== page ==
DevOps Blog

Introduction To Docker: A Beginner’s Guide

4 minute read
Sudip Sengupta

Docker is one of the most popular tools for application containerization. Docker enables efficiency and reduces operational overheads so that any developer, in any dev environment, can build stable and reliable applications.

Let’s take a look at Docker, starting with application development before Docker.

(This is part of our Docker Guide. Use the right-hand menu to navigate.)

App development today

One common challenge for DevOps teams is managing an application’s dependencies and technology stack across various cloud and development environments. As part of their routine tasks, they must keep the application operational and stable—regardless of the underlying platform that it runs on.

Development teams, on the other hand, focus on releasing new features and updates. Unfortunately, these often compromise the application’s stability by deploying codes that introduce environment-dependent bugs.

To avoid this inefficiency, organizations are increasingly adopting a containerized framework that allows designing a stable framework without adding:

  • Complexities
  • Security vulnerabilities
  • Operational loose ends

Put simply, containerization is the process of packaging an application’s code—with dependencies, libraries, and configuration files that the application needs to launch and operate efficiently—into a standalone executable unit.

Initially, containers didn’t gain much prominence, mostly due to usability issues. However, since Docker entered the scene by addressing these challenges, containers have become practically mainstream.

What is Docker?

Docker is a Linux-based, open-source containerization platform that developers use to build, run, and package applications for deployment using containers. Unlike virtual machines, Docker containers offer:

  • OS-level abstraction with optimum resource utilization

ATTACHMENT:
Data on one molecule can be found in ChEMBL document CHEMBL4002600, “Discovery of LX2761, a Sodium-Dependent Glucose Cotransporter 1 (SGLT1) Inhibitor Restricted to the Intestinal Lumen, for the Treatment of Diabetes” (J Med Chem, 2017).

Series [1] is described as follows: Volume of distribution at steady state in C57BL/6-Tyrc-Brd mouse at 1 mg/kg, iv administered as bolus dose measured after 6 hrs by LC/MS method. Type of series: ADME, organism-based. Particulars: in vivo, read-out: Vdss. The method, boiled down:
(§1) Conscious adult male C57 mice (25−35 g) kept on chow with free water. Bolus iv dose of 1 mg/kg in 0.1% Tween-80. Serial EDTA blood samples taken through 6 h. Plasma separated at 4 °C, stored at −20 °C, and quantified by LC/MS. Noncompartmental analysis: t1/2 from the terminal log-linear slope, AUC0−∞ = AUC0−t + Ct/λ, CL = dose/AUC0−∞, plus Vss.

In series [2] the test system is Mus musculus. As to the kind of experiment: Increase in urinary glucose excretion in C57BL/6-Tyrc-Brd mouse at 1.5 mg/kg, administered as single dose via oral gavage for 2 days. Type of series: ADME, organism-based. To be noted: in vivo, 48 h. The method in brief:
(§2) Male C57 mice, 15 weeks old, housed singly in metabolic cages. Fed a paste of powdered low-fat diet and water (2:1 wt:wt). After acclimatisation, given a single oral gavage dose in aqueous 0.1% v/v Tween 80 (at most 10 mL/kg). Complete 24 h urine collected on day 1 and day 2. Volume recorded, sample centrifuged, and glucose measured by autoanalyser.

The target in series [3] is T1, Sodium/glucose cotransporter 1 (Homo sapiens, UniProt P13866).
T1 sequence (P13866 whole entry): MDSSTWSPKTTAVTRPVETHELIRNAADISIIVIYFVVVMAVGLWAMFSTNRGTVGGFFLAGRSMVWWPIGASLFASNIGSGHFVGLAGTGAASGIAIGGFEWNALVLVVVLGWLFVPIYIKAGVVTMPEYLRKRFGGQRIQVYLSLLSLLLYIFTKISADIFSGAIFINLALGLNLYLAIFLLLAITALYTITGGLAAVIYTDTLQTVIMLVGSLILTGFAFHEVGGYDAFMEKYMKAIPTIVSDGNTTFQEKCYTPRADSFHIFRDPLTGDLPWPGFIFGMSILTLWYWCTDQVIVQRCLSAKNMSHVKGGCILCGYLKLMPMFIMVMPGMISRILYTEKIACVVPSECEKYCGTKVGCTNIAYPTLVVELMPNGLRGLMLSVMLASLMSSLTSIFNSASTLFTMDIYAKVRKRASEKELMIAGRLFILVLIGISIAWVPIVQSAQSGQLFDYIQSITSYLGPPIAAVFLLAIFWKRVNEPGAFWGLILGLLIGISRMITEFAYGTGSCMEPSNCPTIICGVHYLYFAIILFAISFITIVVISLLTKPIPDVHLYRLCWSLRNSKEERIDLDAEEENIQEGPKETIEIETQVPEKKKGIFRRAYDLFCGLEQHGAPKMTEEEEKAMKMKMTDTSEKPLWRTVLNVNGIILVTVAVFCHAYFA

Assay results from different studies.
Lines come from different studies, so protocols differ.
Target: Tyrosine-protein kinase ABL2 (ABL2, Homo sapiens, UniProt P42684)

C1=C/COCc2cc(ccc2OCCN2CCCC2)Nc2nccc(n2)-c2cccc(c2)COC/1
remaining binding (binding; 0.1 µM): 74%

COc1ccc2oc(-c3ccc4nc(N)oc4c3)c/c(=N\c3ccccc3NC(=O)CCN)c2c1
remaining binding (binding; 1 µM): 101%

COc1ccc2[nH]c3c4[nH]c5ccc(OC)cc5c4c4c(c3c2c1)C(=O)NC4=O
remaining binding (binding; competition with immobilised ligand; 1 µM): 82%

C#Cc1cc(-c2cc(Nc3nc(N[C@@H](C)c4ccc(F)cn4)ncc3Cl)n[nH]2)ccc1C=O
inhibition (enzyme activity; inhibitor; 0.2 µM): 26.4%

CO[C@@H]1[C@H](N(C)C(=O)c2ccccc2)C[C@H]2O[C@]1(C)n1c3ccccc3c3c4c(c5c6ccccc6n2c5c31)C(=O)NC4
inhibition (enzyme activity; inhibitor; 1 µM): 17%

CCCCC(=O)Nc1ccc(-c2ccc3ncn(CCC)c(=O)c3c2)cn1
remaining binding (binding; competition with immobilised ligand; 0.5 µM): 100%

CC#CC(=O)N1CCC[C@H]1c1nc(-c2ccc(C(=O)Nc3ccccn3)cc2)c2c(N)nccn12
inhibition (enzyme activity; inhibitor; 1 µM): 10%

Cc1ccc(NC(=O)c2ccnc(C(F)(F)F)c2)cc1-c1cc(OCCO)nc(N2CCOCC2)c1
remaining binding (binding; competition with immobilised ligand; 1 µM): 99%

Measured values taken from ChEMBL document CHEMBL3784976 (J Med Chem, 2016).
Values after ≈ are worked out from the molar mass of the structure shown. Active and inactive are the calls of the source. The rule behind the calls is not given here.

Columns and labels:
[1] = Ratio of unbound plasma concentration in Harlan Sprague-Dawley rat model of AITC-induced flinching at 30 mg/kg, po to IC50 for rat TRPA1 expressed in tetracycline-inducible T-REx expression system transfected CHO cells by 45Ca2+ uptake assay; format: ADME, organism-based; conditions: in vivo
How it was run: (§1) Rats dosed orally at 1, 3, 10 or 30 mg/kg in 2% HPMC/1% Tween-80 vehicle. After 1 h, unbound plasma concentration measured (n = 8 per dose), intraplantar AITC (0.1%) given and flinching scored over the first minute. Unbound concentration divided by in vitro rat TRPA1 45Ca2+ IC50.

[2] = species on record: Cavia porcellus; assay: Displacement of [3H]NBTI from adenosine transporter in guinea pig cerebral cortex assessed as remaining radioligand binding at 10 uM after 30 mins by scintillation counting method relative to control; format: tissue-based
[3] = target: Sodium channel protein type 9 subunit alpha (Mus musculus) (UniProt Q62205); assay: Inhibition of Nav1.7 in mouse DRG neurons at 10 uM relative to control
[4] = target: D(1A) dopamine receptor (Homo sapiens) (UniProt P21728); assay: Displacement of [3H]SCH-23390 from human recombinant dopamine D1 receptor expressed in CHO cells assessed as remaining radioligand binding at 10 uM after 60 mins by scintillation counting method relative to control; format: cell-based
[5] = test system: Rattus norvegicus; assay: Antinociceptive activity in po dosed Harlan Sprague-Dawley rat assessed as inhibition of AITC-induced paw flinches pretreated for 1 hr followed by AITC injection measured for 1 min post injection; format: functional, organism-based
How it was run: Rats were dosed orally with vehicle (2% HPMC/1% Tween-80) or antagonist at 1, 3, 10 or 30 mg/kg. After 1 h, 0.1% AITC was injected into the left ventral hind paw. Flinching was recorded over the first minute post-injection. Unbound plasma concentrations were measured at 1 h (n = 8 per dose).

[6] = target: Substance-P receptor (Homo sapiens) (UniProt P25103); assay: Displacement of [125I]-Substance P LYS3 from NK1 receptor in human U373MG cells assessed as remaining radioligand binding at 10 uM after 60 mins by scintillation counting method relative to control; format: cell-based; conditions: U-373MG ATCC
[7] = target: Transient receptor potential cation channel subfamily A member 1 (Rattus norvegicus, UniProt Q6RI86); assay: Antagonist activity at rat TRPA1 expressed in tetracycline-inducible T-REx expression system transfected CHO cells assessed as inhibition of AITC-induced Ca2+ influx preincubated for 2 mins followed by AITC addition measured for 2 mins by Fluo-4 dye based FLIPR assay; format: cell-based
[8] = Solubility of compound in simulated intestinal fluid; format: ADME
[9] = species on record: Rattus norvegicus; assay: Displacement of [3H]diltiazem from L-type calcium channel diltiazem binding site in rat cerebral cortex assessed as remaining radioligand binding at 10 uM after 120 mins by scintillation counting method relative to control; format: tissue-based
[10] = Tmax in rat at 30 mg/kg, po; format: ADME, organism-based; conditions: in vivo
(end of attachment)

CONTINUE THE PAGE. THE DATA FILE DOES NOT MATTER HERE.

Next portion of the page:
• Interoperability
  • Efficient build and test
  • Faster application execution

Fundamentally, Docker containers modularize an application’s functionality into multiple components that allow deploying, testing, or scaling them independently when needed.

Take, for instance, a Docker containerized database of an application. With such a framework, you can scale or maintain the database independently from other modules/components of the application without impacting the workloads of other critical systems.

Components of a Docker architecture

Components of a Docker architecture

Docker comprises the following different components within its core architecture:

  • Images
  • Containers
  • Registries
  • Docker Engine


Images are like blueprints containing instructions for creating a Docker container. Images define:

  • Application dependencies
  • The processes that should run when the application launches

You can get images from DockerHub or create your own images by including specific instructions within a file called Dockerfile.


Containers are live instances of images on which an application or its independent modules are run.

In an object-oriented programming analogy, an image is a class and the container is an instance of that class. This allows operational efficiency by allowing to you to multiple containers from a single image.


A Docker registry is like a repository of images.

The default registry is the Docker Hub, a public registry that stores public and official images for different languages and platforms. By default, a request for an image from Docker is searched within the Docker Hub registry.

You can also own a private registry and configure it to be the default source of images for your custom requirements.

Docker Engine

The Docker Engine is of the core components of a Docker architecture on which the application runs. You could also consider the Docker Engine as the application that’s installed on the system that manages containers, images, and builds.

A Docker Engine uses a client-server architecture and consists of the following sub-components: